I ran across several interesting posts yesterday on the social media conversation front. Some of them made me nod my head in agreement, but one of them made me absolutely cringe. Once again, watching someone's mistakes reminds us all of the need to listen to our mothers when it comes to how we interact with social media.
Yesterday afternoon I came across a post by Alan Rimm-Kaufman talking about how we're judged by what we write in the online world. Alan was playing off a post by Seth Godin, but was mostly focusing on a post Peter Shankman made about Ketchum's James Andrews and his poor choice of Twitter commentary during a recent trip to FedEx headquarters.
It all started when Andrews made this Tweet shortly after arriving in Memphis:
True confession but I'm in one of those towns where I scratch my head and say "I would die if I had to live here!"
What Andrews didn't realize was a FedEx employee who was attending his presentation for the FedEx communications team saw his Tweet and passed it along to other members of the management team. The response from the FedEx team was swift. It read, in part:Not knowing exactly what prompted your comments, I will admit the area around our airport is a bit of an eyesore, not without crime, prostitution, commercial decay, and a few potholes. But there is a major political, community, religious, and business effort underway, that includes FedEx, to transform that area. We're hopeful that over time, our city will have a better "face" to present to visitors.
It's a cringe worthy response...one that left me feeling a bit embarrassed for Andrews. After all, who among us hasn't shared our thoughts on a subject without really thinking it through. Granted, anyone who is going to speak on social media or online marketing to a company like FedEx should be familiar enough with the concept of a public forum to watch what they say...but at the same time, we all insert a foot in our mouth now and then. Andrews offers up his final take on the situation on his blog.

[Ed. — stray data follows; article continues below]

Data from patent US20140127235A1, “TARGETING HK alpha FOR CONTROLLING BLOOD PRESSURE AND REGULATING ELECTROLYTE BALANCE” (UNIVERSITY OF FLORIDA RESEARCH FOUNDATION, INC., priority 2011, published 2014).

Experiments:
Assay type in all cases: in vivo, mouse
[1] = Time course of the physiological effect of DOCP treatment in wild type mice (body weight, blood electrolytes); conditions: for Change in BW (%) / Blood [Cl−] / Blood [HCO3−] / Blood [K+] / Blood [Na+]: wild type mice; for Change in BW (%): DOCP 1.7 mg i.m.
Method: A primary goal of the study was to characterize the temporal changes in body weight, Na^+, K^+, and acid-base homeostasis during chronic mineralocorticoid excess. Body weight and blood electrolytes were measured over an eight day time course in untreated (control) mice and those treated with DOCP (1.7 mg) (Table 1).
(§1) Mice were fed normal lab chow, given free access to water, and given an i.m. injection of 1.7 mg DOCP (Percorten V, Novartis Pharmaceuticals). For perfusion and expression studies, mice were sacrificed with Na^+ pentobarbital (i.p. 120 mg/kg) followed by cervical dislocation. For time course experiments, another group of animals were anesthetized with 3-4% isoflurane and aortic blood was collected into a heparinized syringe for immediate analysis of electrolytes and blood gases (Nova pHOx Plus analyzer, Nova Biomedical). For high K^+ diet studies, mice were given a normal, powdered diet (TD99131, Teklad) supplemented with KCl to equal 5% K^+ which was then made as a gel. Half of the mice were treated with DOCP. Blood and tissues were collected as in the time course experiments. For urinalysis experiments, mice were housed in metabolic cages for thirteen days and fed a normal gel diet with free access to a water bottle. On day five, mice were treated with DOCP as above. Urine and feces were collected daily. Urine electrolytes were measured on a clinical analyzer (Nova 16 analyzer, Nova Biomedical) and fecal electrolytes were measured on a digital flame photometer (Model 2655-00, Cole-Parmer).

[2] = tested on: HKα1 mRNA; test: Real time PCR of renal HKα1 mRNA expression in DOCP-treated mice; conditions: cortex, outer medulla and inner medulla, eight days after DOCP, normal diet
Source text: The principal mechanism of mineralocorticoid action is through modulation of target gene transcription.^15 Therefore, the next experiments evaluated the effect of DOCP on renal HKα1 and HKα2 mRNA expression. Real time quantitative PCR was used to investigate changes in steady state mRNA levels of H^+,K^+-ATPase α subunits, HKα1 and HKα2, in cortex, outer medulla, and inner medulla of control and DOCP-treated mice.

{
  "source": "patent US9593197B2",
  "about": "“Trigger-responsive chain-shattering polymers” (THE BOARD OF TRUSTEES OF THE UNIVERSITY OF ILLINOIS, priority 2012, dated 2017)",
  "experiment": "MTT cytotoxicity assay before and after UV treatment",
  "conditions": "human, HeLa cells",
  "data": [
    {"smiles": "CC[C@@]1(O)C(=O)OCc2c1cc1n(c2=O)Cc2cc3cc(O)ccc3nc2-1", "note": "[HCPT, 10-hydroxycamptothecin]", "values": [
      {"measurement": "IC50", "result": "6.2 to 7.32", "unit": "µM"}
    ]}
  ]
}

Andrews' blunder serves as a powerful reminder to the rest of us though. Social media IS a public forum and anything you say can (and likely will) be used against you in the court of public opinion. Not knowing Andrews, I have no way of knowing whether he was joking around or speaking with destain. Of course that's kind of the point, isn't it? The FedEx team he was coming to speak with likely didn't know either. Nor would many of his followers.
That's why in the world of social media, you need to remember an important lesson your mom probably taught you growing up.
Think Before You Speak
I have no problem believing Andrews probably didn't mean his comments quite the way the FedEx team took them. Then again, isn't that usually the case when we offend someone? That's where the entire idea of thinking before you speak comes from. We can never know how someone else is going to interpret our words. Add in the fact that words are written (no voice inflection) and are limited in their context and you've got a recipe for disaster.
While social media is all about being yourself and being real, it's still essential to carefully consider the things you say. You need to remember you are speaking to a public forum and anyone who wants to look can find out what you've said.
Twitter, Facebook, Flickr, forums, blogs and the zillions of other places you can share your opinion aren't closed forums. You never know who is reading them. Beyond that, you never know who will come in down the line and go back and read what you wrote weeks, months or even years ago. Think before you speak. If you can think of someone you wouldn't' want to hear you say what you're about to say...you probably shouldn't say it in a social media venue.
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Jennifer Laycock is the Editor of Search Engine Guide, the Social Media Faculty Chair for MarketMotive and offers small business social media strategy & consulting. Jennifer enjoys the challenge of finding unique and creative ways to connect with consumers without spending a fortune in marketing dollars. Though she now prefers to work with small businesses, Jennifer’s clients have included companies like Verizon, American Greetings and Highlights for Children.
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